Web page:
Groundforce Goes Triassic

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A close up image of rock showing small green/black flecks

Fossil horsetail fragments found in the siltstones. These are the most abundant plant fossils.

If you think that garden restoration projects are daunting, spare a thought for the geologists who are attempting to reinterpret a lost world. Imagine trying to recreate your garden from the contents of your compost bin after it hasn't been emptied for years. That's the nature of the task geologists face when trying to picture a long vanished world.

Staff from the Earth Sciences section at World Museum Liverpool are currently involved in long term field work investigating the Triassic flora of Merseyside. The aim is to find out what type of plants grew locally 242 million years ago so that we can get a better picture of that past environment.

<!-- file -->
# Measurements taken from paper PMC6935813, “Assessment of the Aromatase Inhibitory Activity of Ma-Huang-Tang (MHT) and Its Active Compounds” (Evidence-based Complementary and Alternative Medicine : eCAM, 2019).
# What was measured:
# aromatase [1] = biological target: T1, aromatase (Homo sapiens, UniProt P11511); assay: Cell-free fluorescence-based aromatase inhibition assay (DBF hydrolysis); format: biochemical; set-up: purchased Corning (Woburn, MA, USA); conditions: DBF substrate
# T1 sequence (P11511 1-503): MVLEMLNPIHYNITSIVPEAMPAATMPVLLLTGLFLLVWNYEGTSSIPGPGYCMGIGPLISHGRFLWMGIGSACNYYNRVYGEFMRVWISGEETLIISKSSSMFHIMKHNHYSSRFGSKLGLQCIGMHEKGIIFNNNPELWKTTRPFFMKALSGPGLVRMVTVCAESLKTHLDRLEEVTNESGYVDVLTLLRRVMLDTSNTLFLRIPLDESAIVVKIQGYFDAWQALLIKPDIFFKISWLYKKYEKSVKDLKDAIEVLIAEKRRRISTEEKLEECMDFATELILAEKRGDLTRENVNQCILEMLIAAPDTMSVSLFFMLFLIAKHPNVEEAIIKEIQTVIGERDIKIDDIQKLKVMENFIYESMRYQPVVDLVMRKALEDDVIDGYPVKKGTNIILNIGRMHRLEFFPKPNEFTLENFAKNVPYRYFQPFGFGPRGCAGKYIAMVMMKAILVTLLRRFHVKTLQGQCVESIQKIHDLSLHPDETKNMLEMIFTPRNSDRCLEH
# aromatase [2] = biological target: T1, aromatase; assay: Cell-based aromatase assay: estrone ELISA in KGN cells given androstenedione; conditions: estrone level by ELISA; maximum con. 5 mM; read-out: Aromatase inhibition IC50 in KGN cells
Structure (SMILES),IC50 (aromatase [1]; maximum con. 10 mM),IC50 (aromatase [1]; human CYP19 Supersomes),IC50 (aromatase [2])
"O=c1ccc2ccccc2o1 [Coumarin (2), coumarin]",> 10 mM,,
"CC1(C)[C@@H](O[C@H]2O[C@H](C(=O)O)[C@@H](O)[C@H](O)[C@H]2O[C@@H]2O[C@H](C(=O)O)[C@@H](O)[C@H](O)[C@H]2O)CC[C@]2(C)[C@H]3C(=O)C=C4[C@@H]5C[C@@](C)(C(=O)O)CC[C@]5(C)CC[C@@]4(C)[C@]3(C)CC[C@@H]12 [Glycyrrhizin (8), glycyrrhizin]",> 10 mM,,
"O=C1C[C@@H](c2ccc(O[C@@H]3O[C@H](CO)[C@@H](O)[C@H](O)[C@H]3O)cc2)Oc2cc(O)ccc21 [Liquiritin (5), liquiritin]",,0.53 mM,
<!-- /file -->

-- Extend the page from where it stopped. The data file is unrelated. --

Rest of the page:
A layered rock face with ruck sacks in the foregroundExposure of Triassic siltstones containing plant remains

The region is famous for the fossilised footprints of the dinosaurs' ancestors (you can see some at the museum). However, we can also learn about the environment from the fragmentary remains of plants - we currently known very little about their distribution or diversity.  We aim to learn as much as we can about the Triassic plant communities and the role they played in supporting the population of plant eating reptiles (Rhynchosaurs) and meat eaters (Chirotherium).

Over the coming months staff from the team will be reporting back on what they find and we'll post the results here. In the meantime if you want to find out more contact either Alan Bowden or Wendy Simkiss.